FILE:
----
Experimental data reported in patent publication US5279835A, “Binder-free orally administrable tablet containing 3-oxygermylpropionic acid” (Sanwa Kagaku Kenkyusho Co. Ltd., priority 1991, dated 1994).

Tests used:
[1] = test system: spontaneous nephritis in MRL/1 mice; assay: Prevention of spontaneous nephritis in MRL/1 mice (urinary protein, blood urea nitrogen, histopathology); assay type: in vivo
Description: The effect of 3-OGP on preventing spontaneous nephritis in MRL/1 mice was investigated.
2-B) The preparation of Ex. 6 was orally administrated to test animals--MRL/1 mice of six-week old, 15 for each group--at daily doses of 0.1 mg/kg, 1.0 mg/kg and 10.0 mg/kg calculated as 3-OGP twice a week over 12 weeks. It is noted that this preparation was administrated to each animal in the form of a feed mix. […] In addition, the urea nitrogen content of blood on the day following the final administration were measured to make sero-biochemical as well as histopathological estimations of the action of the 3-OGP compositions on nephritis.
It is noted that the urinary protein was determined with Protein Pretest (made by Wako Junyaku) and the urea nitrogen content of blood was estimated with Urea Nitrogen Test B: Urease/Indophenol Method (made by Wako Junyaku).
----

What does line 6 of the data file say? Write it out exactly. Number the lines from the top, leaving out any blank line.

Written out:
It is noted that the urinary protein was determined with Protein Pretest (made by Wako Junyaku) and the urea nitrogen content of blood was estimated with Urea Nitrogen Test B: Urease/Indophenol Method (made by Wako Junyaku).